Academic freedom under fire

Academic freedom under fire

Louis Menand writes:

The congressional appearance last month by Nemat Shafik, the president of Columbia University, was a breathtaking “What was she thinking?” episode in the history of academic freedom. It was shocking to hear her negotiating with a member of Congress over disciplining two members of her own faculty, by name, for things they had written or said. The next day, in what appeared to be a signal to Congress, Shafik had more than a hundred students, many from Barnard, arrested by New York City police and booked for trespassing—on their own campus. But Columbia made their presence illegal by summarily suspending the protesters first. If you are a university official, you never want law-enforcement officers on your campus. Faculty particularly don’t like it. They regard the campus as their jurisdiction, and they have complained that the Columbia administration did not consult with them before ordering the arrests. Calling in law enforcement did not work at Berkeley in 1964, at Columbia in 1968, at Harvard in 1969, or at Kent State in 1970.

What’s more alarming than the arrests—after all, the students wanted to be arrested—is the matter of their suspensions. They had their I.D.s invalidated, and they have not been permitted to attend class, an astonishing disregard of the fact that although the students may have violated university policy, they are still students, whom Columbia and Barnard are committed to educating. You can’t educate people who cannot attend classes.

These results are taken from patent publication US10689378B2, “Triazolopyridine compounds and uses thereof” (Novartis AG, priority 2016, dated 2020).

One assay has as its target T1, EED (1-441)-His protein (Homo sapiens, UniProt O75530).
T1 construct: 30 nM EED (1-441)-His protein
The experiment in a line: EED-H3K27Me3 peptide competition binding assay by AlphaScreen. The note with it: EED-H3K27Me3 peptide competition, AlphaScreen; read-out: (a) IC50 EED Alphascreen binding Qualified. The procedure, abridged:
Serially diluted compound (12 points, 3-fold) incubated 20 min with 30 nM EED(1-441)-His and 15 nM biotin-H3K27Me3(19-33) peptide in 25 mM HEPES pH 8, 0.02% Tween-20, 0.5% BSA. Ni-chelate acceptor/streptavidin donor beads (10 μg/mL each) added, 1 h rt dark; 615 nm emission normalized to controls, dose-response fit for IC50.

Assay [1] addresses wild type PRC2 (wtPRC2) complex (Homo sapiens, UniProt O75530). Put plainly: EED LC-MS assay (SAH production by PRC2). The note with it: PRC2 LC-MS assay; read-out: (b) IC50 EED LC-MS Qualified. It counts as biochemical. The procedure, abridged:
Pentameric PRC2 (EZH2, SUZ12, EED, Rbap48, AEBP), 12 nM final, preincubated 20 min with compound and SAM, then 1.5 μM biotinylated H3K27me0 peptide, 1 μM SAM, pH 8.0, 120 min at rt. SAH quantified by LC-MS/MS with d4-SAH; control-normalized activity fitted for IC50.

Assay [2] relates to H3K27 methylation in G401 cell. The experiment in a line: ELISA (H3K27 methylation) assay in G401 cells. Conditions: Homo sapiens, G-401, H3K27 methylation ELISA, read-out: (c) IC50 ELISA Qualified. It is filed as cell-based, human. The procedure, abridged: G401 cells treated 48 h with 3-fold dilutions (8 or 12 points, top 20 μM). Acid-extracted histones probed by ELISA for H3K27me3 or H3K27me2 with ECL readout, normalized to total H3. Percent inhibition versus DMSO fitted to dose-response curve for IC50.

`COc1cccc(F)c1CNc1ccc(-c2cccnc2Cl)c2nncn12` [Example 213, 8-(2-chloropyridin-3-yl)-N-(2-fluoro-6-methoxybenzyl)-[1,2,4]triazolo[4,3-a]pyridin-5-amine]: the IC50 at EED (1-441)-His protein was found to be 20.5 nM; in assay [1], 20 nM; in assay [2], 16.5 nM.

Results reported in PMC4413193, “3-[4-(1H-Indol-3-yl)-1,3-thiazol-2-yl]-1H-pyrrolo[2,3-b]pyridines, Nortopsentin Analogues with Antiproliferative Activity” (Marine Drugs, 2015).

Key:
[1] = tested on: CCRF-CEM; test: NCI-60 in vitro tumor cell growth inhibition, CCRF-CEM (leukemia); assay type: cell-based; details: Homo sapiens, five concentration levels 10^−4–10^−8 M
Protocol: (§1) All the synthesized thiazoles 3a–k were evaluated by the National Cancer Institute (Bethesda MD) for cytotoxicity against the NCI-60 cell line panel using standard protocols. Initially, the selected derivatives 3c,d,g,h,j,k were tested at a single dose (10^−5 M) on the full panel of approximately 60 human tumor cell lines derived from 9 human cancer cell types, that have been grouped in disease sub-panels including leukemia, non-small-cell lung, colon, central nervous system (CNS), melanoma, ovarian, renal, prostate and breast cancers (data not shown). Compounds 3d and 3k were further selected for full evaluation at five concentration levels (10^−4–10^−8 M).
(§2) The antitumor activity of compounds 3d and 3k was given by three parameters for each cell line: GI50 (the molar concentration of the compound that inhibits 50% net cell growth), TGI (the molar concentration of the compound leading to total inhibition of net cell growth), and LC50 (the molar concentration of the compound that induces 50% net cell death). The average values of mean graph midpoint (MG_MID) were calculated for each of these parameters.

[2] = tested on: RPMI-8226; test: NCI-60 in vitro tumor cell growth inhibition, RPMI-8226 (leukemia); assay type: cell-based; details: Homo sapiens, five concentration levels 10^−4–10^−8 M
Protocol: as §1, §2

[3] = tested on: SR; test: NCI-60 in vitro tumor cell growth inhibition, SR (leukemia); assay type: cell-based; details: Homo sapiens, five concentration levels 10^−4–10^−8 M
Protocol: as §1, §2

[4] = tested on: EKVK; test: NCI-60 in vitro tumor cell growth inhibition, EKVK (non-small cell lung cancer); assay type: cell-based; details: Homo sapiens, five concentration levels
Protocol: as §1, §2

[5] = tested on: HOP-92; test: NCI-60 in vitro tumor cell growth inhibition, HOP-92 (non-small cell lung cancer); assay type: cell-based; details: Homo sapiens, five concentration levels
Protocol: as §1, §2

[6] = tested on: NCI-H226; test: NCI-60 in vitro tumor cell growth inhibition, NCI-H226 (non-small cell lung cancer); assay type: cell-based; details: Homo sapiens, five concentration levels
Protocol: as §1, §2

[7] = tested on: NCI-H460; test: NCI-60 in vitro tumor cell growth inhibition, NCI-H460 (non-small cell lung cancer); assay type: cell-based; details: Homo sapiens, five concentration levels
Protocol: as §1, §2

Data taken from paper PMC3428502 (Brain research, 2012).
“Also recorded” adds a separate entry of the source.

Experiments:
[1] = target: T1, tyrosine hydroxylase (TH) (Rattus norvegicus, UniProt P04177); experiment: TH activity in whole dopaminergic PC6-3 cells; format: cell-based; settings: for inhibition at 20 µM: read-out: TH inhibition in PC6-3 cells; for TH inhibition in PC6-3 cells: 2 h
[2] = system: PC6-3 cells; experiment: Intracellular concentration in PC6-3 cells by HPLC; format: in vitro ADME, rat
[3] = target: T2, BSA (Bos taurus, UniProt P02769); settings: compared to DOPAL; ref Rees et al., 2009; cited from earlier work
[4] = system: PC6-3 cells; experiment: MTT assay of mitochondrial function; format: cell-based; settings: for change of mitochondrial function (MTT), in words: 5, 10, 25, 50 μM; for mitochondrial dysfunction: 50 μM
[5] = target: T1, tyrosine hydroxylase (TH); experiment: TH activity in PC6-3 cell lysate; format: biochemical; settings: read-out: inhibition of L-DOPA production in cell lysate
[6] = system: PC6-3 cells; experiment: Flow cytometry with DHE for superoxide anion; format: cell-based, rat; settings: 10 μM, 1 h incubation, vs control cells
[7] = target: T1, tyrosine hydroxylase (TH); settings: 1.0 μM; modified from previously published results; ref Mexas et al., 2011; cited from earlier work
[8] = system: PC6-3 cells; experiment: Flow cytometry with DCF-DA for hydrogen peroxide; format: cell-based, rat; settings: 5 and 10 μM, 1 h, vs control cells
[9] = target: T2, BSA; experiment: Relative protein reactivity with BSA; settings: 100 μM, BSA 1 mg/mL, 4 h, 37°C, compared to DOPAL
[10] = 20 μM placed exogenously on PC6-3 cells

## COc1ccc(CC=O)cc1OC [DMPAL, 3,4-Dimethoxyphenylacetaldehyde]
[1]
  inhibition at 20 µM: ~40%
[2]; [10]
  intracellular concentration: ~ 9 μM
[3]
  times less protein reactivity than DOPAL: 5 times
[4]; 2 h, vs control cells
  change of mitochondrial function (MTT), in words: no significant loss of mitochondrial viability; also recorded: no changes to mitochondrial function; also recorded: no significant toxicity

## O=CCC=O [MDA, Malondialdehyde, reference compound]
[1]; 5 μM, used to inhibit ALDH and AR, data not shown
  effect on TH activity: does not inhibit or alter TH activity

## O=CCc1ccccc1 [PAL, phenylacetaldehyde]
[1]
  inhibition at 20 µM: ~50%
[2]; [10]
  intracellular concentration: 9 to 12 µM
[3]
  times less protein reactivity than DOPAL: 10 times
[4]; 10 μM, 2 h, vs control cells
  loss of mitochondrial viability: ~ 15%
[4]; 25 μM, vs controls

The right at stake in these events is that of academic freedom, a right that derives from the role the university plays in American life. Professors don’t work for politicians, they don’t work for trustees, and they don’t work for themselves. They work for the public. Their job is to produce scholarship and instruction that add to society’s store of knowledge. They commit themselves to doing this disinterestedly: that is, without regard to financial, partisan, or personal advantage. In exchange, society allows them to insulate themselves—and to some extent their students—against external interference in their affairs. It builds them a tower.

The concept originated in Germany—the German term is Lehrfreiheit, freedom to teach—and it was imported here in the late nineteenth century, along with the model, also German, of the research university, an educational institution in which the faculty produce scholarship and research. Since that time, it has been understood that academic freedom is the defining feature of the modern research university. [Continue reading…]

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